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Benjamin Kelley has found his niche in commercial real estate

CONCORD — Benjamin Kelley got his jump-start on a promising career in commercial real estate by working full time for Brady Sullivan Properties while at the same time completing his last three years as a full-time student at UNH-Manchester.

"For 2 1/2 years, I was a very busy guy," he said.

At one point, Kelley thought about abandoning his pursuit of a B.A. in business administration, but his bosses at Brady Sullivan encouraged him to get his degree.

"They were adamant that I graduate," recalls the Deerfield native and graduate of Coe Brown Academy in Northwood.

Instead of leaving school to work full time, he crafted a schedule that enabled him to do both.

It paid off. In June, Kelley became a partner in one of the recently acquired Brady Sullivan properties, a five-story building at the corner of Maple and Valley streets. He presided over the rehabilitation of the building and has already found tenants for 50 percent of the space.

Kelley has found his niche in commercial real estate. He already has a real estate and broker's license even though they weren't required for the work he does on behalf of one of Manchester's best-known developers.

"I find tenants," he said. "That's what I've done from day one, exclusively on the commercial side of things and exclusively with Brady Sullivan."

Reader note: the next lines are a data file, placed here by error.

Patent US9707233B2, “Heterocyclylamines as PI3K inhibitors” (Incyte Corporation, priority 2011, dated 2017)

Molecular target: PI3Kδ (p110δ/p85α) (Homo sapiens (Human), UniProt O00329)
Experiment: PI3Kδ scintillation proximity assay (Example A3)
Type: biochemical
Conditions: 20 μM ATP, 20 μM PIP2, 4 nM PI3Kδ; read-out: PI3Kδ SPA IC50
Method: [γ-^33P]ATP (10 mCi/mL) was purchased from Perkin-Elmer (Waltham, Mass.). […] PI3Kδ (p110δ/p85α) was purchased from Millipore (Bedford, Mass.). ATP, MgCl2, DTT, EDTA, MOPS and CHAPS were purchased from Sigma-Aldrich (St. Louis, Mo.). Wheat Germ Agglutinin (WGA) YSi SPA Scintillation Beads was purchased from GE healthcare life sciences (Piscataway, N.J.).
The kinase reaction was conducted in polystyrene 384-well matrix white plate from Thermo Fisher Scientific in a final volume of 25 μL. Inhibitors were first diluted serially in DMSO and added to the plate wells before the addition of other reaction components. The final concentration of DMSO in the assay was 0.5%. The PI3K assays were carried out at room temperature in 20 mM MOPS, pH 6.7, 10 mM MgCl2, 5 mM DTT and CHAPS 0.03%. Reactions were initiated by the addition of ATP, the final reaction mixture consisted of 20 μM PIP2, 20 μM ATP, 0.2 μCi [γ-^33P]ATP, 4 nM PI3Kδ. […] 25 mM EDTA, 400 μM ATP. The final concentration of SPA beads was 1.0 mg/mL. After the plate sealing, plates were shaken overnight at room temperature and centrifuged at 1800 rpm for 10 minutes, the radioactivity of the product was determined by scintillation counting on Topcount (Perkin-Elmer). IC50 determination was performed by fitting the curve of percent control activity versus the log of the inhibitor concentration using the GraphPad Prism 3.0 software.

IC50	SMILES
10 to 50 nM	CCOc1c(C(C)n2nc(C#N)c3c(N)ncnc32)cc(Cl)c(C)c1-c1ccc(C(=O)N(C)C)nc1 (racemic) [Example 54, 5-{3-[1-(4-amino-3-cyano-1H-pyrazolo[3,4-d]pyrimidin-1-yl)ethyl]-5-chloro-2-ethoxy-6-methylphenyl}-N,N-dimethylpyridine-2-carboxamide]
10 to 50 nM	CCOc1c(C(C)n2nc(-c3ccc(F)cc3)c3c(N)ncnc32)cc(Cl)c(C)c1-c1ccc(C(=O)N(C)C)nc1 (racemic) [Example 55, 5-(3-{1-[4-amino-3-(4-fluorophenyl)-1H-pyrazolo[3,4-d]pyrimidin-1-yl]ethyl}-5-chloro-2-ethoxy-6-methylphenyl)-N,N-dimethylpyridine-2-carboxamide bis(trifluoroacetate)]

He and his wife, Karina, are active in many Concord-area charities, but Kelley has found a way to apply his expertise in real estate as a board member for CATCH, the Concord Area Trust for Community Housing. The nonprofit organization develops affordable housing for low- to moderate-income families.

"It's been very gratifying to work with an organization dedicated to providing quality housing to people who might not otherwise be able to afford it," he said. "It's one of our most basic needs, and the work produces very tangible results."

He considers his last major achievement as being made a partner on couple of recent acquisitions at Brady Sullivan Properties. 

When asked the biggest problem facing New Hampshire, he said it is "Keeping young people in New Hampshire. New Hampshire has a lot of positive things going for it, including a recent surge in tech startups, a redesign of our Capital's Main Street in Concord, exploring the idea of high-speed rail, historic mills being converted to housing in Manchester, continued success on the Seacoast, strong growth in higher education (i.e. SNHU and Granite State College), improved highway access to Manchester Boston Regional airport, and the list goes on. 

"New Hampshire offers a top-tier quality of life, and with all these positive developments, we can retain and attract the millennial generation, we just need to do a better job of getting the word out there," he said.

His favorite place in New Hampshire is anything north of exit 30. "I also enjoy hiking and spending time in the Monadnock Region," he said. 

He is now reading "The Yellow House: Van Gogh, Gauguin, and Nine Turbulent Weeks in Provence."

When asked how he relaxes, his answer: "Getting away with Karina to our house on Great Diamond Island in Maine."


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